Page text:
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UltraHD bridge simulator for Australian Maritime College

AMC Centre for Maritime Simulations manager, Damien Freeman AMC Centre for Maritime Simulations manager, Damien Freeman

The Australian Maritime College has completed a AUS$1.4 million upgrade of its simulation training technology, including the world’s first installation of Panasonic’s ultra-high resolution 4K Full Mission Bridge Simulation Projection System.

{mprestriction ids="1,2"}“This upgrade provides a higher level of immersion in the simulator,” said AMC Centre for Maritime Simulations manager, Damien Freeman.

“The image is clearer, brighter and more colourful with less visible pixels, so the user experiences a more realistic perception of the simulated environment.”

AMC National Centre for Ports and Shipping Director, Professor Thanasis Karlis, said the AUS$660,000 projection system was part of a multi-stage upgrade including the installation of two 360-degree tug simulators, plus new desktop simulator software specialising in liquid cargo handling and engine room operations.

“These significant upgrades have allowed us to reconfigure the Centre for Maritime Simulations to meet the changing needs of our clients and students, and we’re pleased to be able to offer them the most advanced simulation training experience in the world,” said Prof Karlis.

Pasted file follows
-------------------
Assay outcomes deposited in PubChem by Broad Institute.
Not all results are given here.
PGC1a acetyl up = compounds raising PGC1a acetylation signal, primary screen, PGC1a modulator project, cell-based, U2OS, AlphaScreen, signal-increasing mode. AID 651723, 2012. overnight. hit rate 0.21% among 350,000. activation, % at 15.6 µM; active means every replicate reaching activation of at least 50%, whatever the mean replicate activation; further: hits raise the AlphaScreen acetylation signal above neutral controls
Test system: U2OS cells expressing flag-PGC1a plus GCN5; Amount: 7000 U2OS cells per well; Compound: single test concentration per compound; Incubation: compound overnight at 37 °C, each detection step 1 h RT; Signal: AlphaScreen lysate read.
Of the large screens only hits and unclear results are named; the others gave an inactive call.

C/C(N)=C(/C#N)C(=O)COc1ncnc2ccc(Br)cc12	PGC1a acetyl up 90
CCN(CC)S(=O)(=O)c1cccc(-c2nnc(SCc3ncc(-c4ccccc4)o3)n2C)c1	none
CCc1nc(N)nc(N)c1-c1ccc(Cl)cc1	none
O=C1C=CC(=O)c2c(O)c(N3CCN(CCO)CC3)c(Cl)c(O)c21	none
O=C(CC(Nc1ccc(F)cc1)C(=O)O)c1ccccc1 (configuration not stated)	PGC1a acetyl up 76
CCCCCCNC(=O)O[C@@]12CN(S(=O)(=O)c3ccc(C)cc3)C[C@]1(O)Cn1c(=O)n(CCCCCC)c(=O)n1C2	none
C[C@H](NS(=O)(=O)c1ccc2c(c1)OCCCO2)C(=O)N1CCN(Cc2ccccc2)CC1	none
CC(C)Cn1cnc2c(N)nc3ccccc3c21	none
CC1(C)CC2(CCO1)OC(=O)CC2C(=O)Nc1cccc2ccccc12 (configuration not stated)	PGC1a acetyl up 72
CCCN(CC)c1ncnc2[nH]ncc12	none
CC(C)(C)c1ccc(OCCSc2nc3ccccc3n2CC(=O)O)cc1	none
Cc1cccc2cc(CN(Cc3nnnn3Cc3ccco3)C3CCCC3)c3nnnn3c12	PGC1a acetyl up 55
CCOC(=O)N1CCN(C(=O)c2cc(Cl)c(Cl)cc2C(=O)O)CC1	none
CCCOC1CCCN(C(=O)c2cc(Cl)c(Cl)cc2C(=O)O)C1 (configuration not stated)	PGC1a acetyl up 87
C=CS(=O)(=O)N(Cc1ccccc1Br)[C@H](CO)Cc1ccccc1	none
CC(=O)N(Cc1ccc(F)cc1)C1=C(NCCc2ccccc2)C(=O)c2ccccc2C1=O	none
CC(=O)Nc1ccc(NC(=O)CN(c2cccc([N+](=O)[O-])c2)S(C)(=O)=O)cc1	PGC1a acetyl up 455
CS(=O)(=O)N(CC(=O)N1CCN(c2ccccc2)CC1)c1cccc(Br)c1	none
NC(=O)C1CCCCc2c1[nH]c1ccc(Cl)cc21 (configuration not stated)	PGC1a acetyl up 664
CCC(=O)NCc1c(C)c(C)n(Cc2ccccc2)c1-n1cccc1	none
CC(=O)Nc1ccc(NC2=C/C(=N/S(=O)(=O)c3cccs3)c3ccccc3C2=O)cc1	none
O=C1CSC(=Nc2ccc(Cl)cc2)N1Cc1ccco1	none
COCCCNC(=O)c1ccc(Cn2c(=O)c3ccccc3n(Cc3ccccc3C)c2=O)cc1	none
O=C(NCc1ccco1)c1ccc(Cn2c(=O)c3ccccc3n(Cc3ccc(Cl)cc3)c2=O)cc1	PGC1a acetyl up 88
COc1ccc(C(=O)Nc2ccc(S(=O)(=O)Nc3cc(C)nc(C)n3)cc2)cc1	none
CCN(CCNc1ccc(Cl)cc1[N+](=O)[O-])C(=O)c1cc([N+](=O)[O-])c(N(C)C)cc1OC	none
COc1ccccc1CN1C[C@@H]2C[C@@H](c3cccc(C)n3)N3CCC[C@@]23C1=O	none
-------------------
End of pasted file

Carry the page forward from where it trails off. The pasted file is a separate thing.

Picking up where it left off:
“Our facilities are used for maritime human factors research and investigation into port development, ship manoeuvring, and improving ship and port safety. They also help bridge the gap between theory and practice in the training of ship masters and deck officers.”

“The upgraded Panasonic projector system enhances that capability and ensures AMC continues to be a leader in maritime simulation.”

An interactive, 60-inch electronic chart table has also been developed in-house to record training sessions in the ship simulator and provide debriefing capabilities.

The final stage of the upgrade will be the installation of a standalone, touchscreen engine room simulator, expected to come online in mid-2016.

“The advantages of having touchscreen and computer displays are that you can load a variety of different engines and bring them up to do type-specific training. So the students will be virtually trained using the engines they encounter in the real world,” said Mr Freeman.

“The major benefit of using simulators is they allow you to do high-risk and contingency training. If you get something wrong and the engine seizes, we can just reset the exercise. You can’t do that in real life.”{/mprestriction}

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